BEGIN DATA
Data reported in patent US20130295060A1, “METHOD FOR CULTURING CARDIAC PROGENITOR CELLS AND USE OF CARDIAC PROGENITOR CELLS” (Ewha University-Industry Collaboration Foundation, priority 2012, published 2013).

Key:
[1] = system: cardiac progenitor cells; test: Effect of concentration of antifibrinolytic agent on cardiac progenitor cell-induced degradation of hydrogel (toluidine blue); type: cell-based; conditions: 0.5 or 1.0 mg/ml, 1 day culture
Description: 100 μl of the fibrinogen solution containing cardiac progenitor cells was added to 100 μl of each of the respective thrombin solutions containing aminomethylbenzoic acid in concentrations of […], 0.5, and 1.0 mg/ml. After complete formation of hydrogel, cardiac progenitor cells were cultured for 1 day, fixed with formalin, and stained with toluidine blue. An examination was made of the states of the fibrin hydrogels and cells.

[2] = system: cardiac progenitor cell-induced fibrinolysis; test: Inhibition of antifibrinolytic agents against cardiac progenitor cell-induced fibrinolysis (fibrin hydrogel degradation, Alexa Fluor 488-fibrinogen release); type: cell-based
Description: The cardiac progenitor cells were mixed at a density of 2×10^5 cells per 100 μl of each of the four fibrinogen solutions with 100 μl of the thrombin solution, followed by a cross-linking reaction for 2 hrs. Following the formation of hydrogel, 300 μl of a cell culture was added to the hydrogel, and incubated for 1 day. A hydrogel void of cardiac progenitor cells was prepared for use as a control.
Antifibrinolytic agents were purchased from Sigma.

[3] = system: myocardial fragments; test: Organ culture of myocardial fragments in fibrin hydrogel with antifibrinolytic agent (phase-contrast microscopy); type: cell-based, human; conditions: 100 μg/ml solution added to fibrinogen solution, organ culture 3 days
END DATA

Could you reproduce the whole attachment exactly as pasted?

Data reported in patent US20130295060A1, “METHOD FOR CULTURING CARDIAC PROGENITOR CELLS AND USE OF CARDIAC PROGENITOR CELLS” (Ewha University-Industry Collaboration Foundation, priority 2012, published 2013).

Key:
[1] = system: cardiac progenitor cells; test: Effect of concentration of antifibrinolytic agent on cardiac progenitor cell-induced degradation of hydrogel (toluidine blue); type: cell-based; conditions: 0.5 or 1.0 mg/ml, 1 day culture
Description: 100 μl of the fibrinogen solution containing cardiac progenitor cells was added to 100 μl of each of the respective thrombin solutions containing aminomethylbenzoic acid in concentrations of […], 0.5, and 1.0 mg/ml. After complete formation of hydrogel, cardiac progenitor cells were cultured for 1 day, fixed with formalin, and stained with toluidine blue. An examination was made of the states of the fibrin hydrogels and cells.

[2] = system: cardiac progenitor cell-induced fibrinolysis; test: Inhibition of antifibrinolytic agents against cardiac progenitor cell-induced fibrinolysis (fibrin hydrogel degradation, Alexa Fluor 488-fibrinogen release); type: cell-based
Description: The cardiac progenitor cells were mixed at a density of 2×10^5 cells per 100 μl of each of the four fibrinogen solutions with 100 μl of the thrombin solution, followed by a cross-linking reaction for 2 hrs. Following the formation of hydrogel, 300 μl of a cell culture was added to the hydrogel, and incubated for 1 day. A hydrogel void of cardiac progenitor cells was prepared for use as a control.
Antifibrinolytic agents were purchased from Sigma.

[3] = system: myocardial fragments; test: Organ culture of myocardial fragments in fibrin hydrogel with antifibrinolytic agent (phase-contrast microscopy); type: cell-based, human; conditions: 100 μg/ml solution added to fibrinogen solution, organ culture 3 days